A flower-bedecked memorial to one three people who died at the scene of a suspicious house fire in Langley stands outside the burnt-out house in the 19600 block of Wakefield Drive on Monday, June 29, 2020. (Dan Ferguson/Langley Advance Times)
First hearing for man charged in Langley triple homicide

Kia Ebrahimian faces three counts of second degree murder

Maxwell Johnson is seen in Bella Bella, B.C., in an undated photo. The Indigenous man from British Columbia has filed complaints with the B.C. Human Rights Tribunal and the Canadian Human Rights Commission after he and his granddaughter were handcuffed when they tried to open a bank account. THE CANADIAN PRESS/HO-Heiltsuk Nation, Damien Gillis, *MANDATORY CREDIT*
VIDEO: Chiefs join human rights case of Indigenous man handcuffed by police in B.C. bank

Maxwell Johnson said he wants change, not just words, from Vancouver police

Tk’emlups te Secwepemc Chief Rosanne Casimir stands outside the former Kamloops Indian Residential School after speaking to reporters, in Kamloops, B.C., on Friday, June 4, 2021.THE CANADIAN PRESS/Darryl Dyck
Kamloops chief says more unmarked graves will be found across Canada

Chief Rosanne Casimir told a virtual news conference the nation expects to release a report at the end of June

A woman wears a vaccinated sticker after receiving a COVID-19 vaccine at a vaccination clinic run by Vancouver Coastal Health, in Richmond, B.C., Saturday, April 10, 2021. THE CANADIAN PRESS/Jonathan Hayward
B.C. ranks among highest in world in COVID-19 first-dose shots: health officials

More than 76% of eligible people have received their 1st shot

Cannabis bought in British Columbia (Ashley Wadhwani/Black Press Media)
Is it time to start thinking about greener ways to package cannabis?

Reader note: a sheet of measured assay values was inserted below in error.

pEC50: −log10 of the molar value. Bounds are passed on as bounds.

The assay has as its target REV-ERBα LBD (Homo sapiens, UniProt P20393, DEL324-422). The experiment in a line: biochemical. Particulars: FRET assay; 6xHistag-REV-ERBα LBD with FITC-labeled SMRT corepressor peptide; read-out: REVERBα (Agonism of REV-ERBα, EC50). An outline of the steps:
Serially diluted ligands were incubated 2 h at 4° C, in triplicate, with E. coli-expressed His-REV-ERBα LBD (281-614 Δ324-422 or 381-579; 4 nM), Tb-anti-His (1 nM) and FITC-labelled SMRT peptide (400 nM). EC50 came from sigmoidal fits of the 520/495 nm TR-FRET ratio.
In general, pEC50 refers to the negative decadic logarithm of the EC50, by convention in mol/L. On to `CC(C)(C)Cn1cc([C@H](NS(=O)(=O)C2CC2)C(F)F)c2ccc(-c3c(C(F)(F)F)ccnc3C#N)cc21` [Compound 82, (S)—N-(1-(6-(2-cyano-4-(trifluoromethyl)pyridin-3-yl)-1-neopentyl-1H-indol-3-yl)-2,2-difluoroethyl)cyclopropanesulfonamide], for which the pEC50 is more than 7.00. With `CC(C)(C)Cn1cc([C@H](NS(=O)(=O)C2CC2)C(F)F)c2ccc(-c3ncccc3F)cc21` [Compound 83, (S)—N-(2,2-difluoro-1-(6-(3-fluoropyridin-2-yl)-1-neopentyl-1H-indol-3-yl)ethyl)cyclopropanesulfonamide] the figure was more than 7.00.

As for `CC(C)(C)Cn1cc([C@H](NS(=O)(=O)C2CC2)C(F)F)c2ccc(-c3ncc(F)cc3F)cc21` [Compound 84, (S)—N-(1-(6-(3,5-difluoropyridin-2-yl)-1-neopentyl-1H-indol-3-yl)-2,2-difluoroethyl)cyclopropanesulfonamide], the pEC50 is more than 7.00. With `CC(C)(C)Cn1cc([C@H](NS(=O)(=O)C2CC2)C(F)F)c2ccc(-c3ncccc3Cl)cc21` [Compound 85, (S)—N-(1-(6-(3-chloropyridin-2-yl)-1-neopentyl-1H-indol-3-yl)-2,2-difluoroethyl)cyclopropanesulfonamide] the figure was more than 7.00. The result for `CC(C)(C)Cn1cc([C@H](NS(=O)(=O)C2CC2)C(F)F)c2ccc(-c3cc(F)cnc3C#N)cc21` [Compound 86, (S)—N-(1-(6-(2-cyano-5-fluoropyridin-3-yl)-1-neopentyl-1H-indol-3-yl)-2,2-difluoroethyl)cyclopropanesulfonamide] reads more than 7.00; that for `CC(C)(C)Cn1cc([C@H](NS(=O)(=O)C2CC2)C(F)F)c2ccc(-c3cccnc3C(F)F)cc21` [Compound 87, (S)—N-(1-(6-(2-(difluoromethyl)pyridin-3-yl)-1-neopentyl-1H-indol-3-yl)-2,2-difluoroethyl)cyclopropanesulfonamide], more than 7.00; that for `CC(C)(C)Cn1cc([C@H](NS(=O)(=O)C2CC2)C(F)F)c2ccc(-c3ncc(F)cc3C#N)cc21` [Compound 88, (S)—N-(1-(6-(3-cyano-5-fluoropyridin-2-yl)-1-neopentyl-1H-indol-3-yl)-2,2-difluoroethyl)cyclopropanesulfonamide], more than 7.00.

Packaging suppliers are still figuring eco-friendly and affordable packaging options that fit the mandates of Cannabis Regulations

A screenshot of the First Peoples Cultural Councils First Peoples’ Map. (First Peoples Cultural Council)
Online resource blends B.C.-Alberta’s Indigenous languages, art and culture

Advisor says initiative supports the urgent need to preserve Indigenous languages

An artists conception of the new terminal building at the Pitt Meadows Regional Airport.
Air travel taking off in B.C., but lack of traffic controllers a sky-high concern

There will be demand for more air traffic controllers: Miller

Canadian Armed Forces experts are on their way to North Vancouver after a local homeowner expressed worry about a military artifact he recently purchased. (Twitter DNV Fire and Rescue)
Military called in to deal with antique ‘shell’ at North Vancouver home

‘The person somehow purchased a bombshell innocently believing it was an out-of-commission military artifact’

Amy Kobelt and Tony Cruz have set their wedding date for February, hoping that more COVID-19 restrictions will have lifted. (The Macleans)
B.C. couples ‘gambling’ on whether COVID rules will let them dance at their wedding

Amy Kobelt and Tony Cruz pushed back their wedding in hopes of being able to celebrate it without the constraints of COVID-19

Most Read